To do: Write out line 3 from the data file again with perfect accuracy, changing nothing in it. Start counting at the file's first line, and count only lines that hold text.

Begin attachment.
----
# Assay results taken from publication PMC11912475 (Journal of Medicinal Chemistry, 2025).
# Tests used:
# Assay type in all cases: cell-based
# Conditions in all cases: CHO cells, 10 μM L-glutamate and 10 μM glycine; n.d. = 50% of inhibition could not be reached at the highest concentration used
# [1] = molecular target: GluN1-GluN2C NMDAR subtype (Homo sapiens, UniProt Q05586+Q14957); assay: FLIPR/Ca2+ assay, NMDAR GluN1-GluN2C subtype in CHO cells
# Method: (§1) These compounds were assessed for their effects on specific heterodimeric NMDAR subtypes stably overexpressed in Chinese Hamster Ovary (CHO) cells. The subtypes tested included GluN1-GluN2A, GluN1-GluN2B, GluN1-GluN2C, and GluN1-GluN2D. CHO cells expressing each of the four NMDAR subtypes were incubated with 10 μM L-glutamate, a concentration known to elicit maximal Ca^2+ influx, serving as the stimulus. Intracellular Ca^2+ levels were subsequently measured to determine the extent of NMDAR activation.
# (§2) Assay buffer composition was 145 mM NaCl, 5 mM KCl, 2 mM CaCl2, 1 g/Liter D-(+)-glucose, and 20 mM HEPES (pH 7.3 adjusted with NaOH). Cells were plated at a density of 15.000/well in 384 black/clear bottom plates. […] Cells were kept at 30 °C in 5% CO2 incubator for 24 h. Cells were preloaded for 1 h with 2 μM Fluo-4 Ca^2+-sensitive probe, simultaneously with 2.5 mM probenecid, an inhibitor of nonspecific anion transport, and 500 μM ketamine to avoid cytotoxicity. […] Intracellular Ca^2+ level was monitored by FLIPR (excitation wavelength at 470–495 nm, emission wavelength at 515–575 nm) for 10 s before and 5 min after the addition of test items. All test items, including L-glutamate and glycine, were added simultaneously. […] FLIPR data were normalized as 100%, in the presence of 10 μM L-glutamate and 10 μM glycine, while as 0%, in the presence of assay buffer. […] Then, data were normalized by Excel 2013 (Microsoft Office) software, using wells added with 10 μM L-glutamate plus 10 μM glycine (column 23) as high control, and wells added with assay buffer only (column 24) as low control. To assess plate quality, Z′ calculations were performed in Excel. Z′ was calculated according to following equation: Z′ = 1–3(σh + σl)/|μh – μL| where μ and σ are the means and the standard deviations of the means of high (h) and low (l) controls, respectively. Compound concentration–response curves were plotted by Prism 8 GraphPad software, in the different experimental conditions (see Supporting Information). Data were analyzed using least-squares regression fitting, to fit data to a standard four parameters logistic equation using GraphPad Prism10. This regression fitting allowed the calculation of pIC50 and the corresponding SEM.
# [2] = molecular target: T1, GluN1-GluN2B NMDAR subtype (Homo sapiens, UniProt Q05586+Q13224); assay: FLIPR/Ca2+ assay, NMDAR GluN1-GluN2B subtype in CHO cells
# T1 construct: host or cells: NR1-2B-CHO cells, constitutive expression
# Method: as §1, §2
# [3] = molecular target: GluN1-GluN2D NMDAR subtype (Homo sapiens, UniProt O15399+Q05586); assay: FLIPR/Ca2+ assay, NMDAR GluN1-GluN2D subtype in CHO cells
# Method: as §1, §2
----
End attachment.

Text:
# Assay type in all cases: cell-based